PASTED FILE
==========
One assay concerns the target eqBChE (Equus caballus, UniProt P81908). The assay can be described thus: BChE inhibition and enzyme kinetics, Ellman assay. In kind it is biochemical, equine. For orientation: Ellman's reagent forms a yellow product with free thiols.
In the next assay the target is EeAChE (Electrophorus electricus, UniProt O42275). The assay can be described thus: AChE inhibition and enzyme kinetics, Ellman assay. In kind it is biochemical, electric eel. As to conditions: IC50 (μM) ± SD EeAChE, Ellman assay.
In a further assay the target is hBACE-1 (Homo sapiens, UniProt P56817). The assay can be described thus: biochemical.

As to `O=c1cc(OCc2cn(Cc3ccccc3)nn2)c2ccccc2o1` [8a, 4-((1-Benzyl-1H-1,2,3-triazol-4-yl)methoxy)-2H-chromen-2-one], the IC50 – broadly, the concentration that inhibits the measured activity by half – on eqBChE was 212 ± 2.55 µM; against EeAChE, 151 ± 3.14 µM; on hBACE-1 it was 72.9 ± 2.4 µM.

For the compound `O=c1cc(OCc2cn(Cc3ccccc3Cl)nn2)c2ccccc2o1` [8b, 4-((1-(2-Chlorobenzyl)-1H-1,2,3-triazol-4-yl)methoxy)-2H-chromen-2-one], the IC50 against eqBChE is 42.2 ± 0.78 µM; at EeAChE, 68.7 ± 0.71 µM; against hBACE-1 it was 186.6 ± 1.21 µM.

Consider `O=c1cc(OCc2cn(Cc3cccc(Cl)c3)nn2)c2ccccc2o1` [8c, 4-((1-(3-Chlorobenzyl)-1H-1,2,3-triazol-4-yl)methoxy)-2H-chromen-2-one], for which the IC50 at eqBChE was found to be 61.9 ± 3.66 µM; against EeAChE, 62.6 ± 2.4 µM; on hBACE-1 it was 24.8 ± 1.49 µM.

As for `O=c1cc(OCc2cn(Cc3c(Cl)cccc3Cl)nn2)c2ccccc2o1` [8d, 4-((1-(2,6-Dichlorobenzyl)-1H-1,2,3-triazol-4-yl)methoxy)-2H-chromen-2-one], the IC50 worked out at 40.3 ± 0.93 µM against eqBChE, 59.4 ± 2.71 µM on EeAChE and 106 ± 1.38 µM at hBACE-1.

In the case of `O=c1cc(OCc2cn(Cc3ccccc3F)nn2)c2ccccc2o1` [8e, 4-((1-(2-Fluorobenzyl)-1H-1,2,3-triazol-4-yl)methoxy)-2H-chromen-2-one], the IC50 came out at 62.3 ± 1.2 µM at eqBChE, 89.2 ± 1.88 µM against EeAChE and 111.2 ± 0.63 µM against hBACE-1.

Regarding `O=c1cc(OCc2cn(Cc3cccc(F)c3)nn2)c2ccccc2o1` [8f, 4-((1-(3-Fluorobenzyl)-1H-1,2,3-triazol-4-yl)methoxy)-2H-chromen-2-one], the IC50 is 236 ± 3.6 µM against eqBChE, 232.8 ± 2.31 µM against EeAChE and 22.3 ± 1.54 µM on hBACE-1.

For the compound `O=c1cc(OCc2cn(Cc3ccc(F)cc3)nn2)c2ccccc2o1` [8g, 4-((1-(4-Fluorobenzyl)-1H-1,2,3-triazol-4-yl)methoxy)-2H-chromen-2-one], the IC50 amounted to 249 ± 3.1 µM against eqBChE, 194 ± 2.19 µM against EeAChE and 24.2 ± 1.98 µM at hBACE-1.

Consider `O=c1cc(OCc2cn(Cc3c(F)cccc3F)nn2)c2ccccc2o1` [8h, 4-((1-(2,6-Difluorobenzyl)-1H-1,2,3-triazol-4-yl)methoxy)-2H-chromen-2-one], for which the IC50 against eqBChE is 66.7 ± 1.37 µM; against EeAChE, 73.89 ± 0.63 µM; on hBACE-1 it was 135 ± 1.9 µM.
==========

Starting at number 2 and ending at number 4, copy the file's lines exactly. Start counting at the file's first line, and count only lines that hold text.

In the next assay the target is EeAChE (Electrophorus electricus, UniProt O42275). The assay can be described thus: AChE inhibition and enzyme kinetics, Ellman assay. In kind it is biochemical, electric eel. As to conditions: IC50 (μM) ± SD EeAChE, Ellman assay.
In a further assay the target is hBACE-1 (Homo sapiens, UniProt P56817). The assay can be described thus: biochemical.

As to `O=c1cc(OCc2cn(Cc3ccccc3)nn2)c2ccccc2o1` [8a, 4-((1-Benzyl-1H-1,2,3-triazol-4-yl)methoxy)-2H-chromen-2-one], the IC50 – broadly, the concentration that inhibits the measured activity by half – on eqBChE was 212 ± 2.55 µM; against EeAChE, 151 ± 3.14 µM; on hBACE-1 it was 72.9 ± 2.4 µM.